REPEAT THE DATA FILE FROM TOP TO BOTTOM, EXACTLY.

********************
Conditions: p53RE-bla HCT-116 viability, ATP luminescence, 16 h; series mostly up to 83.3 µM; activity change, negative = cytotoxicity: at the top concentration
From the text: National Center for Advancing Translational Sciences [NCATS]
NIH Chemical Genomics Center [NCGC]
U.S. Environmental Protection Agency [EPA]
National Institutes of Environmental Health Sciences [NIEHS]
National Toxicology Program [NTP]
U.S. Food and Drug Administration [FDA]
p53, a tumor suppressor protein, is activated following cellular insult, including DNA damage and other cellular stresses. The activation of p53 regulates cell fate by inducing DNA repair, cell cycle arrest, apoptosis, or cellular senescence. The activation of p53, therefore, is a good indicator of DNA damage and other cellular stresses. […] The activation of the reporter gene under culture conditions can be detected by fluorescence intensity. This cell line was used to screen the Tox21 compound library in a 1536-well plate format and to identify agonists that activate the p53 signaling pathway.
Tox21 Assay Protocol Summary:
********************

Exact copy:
Conditions: p53RE-bla HCT-116 viability, ATP luminescence, 16 h; series mostly up to 83.3 µM; activity change, negative = cytotoxicity: at the top concentration
From the text: National Center for Advancing Translational Sciences [NCATS]
NIH Chemical Genomics Center [NCGC]
U.S. Environmental Protection Agency [EPA]
National Institutes of Environmental Health Sciences [NIEHS]
National Toxicology Program [NTP]
U.S. Food and Drug Administration [FDA]
p53, a tumor suppressor protein, is activated following cellular insult, including DNA damage and other cellular stresses. The activation of p53 regulates cell fate by inducing DNA repair, cell cycle arrest, apoptosis, or cellular senescence. The activation of p53, therefore, is a good indicator of DNA damage and other cellular stresses. […] The activation of the reporter gene under culture conditions can be detected by fluorescence intensity. This cell line was used to screen the Tox21 compound library in a 1536-well plate format and to identify agonists that activate the p53 signaling pathway.
Tox21 Assay Protocol Summary: